Sobel & Co., LLC By Alan D. Sobel, CPA, Managing Member

In 2019, we will see tech­nology continuing to shape our profession, especially in the realm of artificial intelligence—which is growing in importance. Our people will be called on to be more consultative, adding value by offering business advice and industry expertise. We cannot underesti­mate the importance of personal con­nections, even when using cutting-edge technology to deliver solutions.

Wilkin & Guttenplan, P.C. By Edward Guttenplan, CPA, CGMA, MBA, Managing Shareholder

Our industry is facing rapid change from new technologies, client needs driven by these technolo­gies and new generational preferences from our workforce and customers. Our focus has been to stay ahead of trends and changes and welcome change when it arrives. We harness the energy, creativity and innovative think­ing of our staff and partners to identify opportunities.

WithumSmith+Brown, PC By Bill Hagaman, CPA, CGMA, Managing Partner and CEO

As a public accounting firm, Withum expects to experience continued growth in tax and advisory services, as clients will require guidance through issues related to the effective­ness of the tax stimulus package waning in 2019, and with the impact of technol­ogy on business continuing to be at the forefront of corporate concerns.


Bank of America By Robert H. Doherty, New Jersey President

We will see continued dedication by Bank of America to responsible growth. We’ll also see the continuation of changes in how people and businesses access capital (e.g. our 36MM and growing digital banking customers) and the related investments in new technology. We will remain focused on managing expenses and managing risk that will enable us to invest in all of our futures.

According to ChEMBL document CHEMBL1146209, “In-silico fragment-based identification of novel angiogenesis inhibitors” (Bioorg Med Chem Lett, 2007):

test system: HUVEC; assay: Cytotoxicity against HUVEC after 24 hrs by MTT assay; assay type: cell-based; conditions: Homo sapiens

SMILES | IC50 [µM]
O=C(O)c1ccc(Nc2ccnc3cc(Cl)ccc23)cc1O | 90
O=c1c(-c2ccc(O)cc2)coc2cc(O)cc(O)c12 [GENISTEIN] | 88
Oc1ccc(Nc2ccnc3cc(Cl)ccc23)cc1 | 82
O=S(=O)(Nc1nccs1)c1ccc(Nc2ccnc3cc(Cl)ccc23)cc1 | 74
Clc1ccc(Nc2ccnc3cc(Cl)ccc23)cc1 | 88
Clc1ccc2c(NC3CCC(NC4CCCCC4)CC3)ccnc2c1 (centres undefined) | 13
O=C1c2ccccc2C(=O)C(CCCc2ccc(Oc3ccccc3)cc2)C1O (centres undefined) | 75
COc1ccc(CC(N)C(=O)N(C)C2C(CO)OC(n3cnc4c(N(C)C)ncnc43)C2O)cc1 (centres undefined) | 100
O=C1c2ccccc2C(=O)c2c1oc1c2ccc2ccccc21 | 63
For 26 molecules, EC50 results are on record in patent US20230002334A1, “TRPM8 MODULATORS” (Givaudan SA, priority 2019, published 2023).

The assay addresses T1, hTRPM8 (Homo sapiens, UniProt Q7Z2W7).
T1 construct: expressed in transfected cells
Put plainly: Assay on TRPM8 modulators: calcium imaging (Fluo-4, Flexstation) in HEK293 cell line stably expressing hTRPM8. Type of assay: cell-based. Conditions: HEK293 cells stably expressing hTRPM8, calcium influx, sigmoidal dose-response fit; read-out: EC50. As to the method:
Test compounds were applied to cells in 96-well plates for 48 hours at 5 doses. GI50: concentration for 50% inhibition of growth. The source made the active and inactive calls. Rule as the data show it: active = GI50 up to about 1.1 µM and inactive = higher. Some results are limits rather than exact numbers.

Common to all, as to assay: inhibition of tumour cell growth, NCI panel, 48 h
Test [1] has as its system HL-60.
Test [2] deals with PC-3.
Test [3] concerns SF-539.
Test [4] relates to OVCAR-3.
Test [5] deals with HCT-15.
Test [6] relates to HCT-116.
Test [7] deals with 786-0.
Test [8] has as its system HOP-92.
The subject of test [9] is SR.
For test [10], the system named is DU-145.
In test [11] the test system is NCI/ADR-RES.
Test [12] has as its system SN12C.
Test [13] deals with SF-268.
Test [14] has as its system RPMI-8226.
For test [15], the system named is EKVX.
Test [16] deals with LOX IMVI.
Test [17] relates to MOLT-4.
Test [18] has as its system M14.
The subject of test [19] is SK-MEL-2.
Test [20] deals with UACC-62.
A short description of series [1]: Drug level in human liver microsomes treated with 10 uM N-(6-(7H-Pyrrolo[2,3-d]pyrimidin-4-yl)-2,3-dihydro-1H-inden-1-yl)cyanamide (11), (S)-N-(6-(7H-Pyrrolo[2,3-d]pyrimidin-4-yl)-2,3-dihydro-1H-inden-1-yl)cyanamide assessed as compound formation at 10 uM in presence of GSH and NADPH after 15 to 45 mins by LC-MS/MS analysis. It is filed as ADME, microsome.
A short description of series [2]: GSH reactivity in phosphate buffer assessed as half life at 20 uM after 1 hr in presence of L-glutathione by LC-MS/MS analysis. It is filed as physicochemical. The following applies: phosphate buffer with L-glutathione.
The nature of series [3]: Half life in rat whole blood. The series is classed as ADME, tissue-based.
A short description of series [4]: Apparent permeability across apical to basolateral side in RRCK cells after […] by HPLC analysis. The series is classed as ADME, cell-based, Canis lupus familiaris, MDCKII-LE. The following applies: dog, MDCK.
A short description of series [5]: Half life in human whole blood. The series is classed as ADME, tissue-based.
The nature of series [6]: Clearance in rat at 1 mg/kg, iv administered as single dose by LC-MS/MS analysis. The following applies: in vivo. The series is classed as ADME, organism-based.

Bank of New Jersey By Nancy E. Graves, President and CEO

We expect 2019 to mirror 2018 in terms of commer­cial loan demand, particularly for indus­trial space and construction projects. The multi-family market will continue to be available with a focus on valua­tions. Deposit rates will stabilize near current levels. Retaining employees with stock options, health care and growth opportunities will be key to maintaining a relationship-based culture for our customers.

Columbia Bank By Thomas J. Kemly, President and CEO

In 2019, Columbia Bank will complete its first year as a publicly traded company. We expect to continue positioning ourselves as New Jersey’s “preeminent bank,” with new branch locations, added service staff, enhanced technology and more community support. Industry-wide, we can expect more of the same—a rising rate environment, aggressive competitive challenges, more reliance on mobile technology and fewer branches.

Lakeland Bank By Thomas Shara, President and CEO

The customer experience is the greatest differentia­tor for banks and they will strive to sig­nificantly enhance it in 2019. New tech­nologies, especially digital banking, have changed how people bank, so the focus will shift from branches to digital optimization, and more financial institu­tions will partner with Fintechs to pro­vide a superior banking experience. Customer-centricity will also dominate 2019 as banks develop ways to remain competitive.

PNC Bank By Linda Bowden, NJ Regional President

In 2019, the financial services industry will see a continued emphasis on transforming the branch banking experience by pro­viding access to new technology. This will be complemented by additional investments in cybersecurity. With antici­pated Fed rate increases and fluctuating markets, PNC will continue to focus on delivering solutions to increase efficien­cy for consumers and business clients into 2019 and beyond.

Valley Bank By Ira Robbins, President and CEO